Yesterday, I saw Paris, Je T’aime, in which twenty filmmakers use Paris as a backdrop for short stories about various kinds of love and relationships. Here’s the trailer:

The movie is organized around eighteen five-minute arrondissements. Each episode is written and directed by a different person. It stars many well-known actors, including Natalie Portman, Elijah Wood, Nick Nolte, Gena Rowlands, Steve Buscemi, Catalina Sandino Moreno, Miranda Richardson, Juliette Binoche, Maggie Gyllenhaal, and includes several famous directors, including Gus Van Sant, Joel and Ethan Coen, Alfonso CuarĂ³n, Wes Craven, and Alexander Payne.

Some of the episodes are less successful than others, but on the whole I really liked this movie. I was a little worried going into it that I wouldn’t like the short format of the individual episodes. But I found the short form interesting, since it allows you to compare the different directors’ styles as well as the different stories’ plots and statements about love. There’s a little bit of everything here: whimsy, sentiment, violence, heartbreak, exuberance, humor, despair. It was also great to see many of the places that we had just visited included in the film. As an experiment in film making, it definitely succeeds.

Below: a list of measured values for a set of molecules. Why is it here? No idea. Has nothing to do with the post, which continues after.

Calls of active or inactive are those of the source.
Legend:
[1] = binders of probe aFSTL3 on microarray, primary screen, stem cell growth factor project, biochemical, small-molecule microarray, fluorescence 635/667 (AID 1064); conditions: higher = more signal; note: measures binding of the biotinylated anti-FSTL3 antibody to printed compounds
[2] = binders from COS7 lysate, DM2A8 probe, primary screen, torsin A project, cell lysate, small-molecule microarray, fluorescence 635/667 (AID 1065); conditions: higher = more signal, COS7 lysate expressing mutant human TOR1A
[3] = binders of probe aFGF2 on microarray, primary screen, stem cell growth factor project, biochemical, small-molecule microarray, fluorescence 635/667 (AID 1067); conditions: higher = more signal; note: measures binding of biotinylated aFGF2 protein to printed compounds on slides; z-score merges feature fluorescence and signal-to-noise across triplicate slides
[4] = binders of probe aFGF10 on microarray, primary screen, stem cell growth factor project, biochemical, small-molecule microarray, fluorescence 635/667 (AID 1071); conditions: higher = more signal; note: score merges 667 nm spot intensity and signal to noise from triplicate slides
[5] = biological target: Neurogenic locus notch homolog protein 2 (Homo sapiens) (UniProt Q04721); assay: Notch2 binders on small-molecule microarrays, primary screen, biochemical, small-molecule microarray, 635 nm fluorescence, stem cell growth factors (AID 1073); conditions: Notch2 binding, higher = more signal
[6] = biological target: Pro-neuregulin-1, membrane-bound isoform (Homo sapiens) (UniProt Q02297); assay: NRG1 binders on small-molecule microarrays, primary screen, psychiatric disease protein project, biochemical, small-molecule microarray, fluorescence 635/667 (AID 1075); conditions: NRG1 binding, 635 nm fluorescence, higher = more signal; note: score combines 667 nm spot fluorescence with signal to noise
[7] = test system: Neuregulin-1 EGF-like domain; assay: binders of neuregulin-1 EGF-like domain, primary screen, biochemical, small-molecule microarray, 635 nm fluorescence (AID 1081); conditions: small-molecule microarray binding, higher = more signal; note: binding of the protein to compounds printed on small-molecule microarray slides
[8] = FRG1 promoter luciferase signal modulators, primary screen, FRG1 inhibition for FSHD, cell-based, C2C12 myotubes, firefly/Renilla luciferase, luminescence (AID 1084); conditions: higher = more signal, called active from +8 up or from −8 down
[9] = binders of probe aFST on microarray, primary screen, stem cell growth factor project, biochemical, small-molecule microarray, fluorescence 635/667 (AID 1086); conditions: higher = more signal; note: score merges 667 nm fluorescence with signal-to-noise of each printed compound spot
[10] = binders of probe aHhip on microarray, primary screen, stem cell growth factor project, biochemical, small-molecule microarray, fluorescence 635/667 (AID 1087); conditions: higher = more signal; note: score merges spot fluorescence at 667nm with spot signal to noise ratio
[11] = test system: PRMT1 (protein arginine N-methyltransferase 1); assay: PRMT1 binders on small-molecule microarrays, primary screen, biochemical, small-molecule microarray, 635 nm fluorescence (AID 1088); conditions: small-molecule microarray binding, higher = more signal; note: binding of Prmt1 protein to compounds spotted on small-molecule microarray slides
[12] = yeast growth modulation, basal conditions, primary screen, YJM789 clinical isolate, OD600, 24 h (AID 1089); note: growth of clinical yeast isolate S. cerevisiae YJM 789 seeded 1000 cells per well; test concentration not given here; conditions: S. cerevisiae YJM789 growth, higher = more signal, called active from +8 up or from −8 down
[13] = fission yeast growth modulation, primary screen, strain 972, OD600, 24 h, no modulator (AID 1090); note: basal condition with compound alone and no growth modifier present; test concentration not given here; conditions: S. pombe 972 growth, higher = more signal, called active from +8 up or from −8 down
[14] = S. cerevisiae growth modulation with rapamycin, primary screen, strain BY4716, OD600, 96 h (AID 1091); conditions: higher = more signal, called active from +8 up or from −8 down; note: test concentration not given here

Four of the arrondissements stood out as my favorites; I’ll briefly explain why I liked them in particular in the order they appear in the movie. Loin du 16e (XVIe arrondissement) was written and directed by Walter Salles and Daniela Thomas and stars Catalina Sandino Moreno as woman who must leave her infant in (what appears to be) subpar daycare in order to commute across the city to her job as nanny for a wealthy family’s infant. It’s heartbreaking in its subtle simplicity as we see the sacrifice she makes to support herself and her baby. We also see the contrast between how she loves her own child and merely cares for her employer’s infant. It’s a great episode.